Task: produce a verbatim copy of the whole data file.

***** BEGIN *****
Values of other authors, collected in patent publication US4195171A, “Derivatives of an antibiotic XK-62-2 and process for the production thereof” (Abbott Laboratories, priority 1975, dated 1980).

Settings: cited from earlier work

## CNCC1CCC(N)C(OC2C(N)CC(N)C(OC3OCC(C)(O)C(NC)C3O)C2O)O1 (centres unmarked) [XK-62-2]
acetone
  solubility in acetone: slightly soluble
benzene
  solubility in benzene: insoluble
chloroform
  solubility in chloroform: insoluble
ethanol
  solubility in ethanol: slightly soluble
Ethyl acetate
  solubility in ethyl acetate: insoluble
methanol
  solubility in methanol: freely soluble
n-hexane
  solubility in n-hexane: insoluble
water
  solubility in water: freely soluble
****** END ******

Values of other authors, collected in patent publication US4195171A, “Derivatives of an antibiotic XK-62-2 and process for the production thereof” (Abbott Laboratories, priority 1975, dated 1980).

Settings: cited from earlier work

## CNCC1CCC(N)C(OC2C(N)CC(N)C(OC3OCC(C)(O)C(NC)C3O)C2O)O1 (centres unmarked) [XK-62-2]
acetone
  solubility in acetone: slightly soluble
benzene
  solubility in benzene: insoluble
chloroform
  solubility in chloroform: insoluble
ethanol
  solubility in ethanol: slightly soluble
Ethyl acetate
  solubility in ethyl acetate: insoluble
methanol
  solubility in methanol: freely soluble
n-hexane
  solubility in n-hexane: insoluble
water
  solubility in water: freely soluble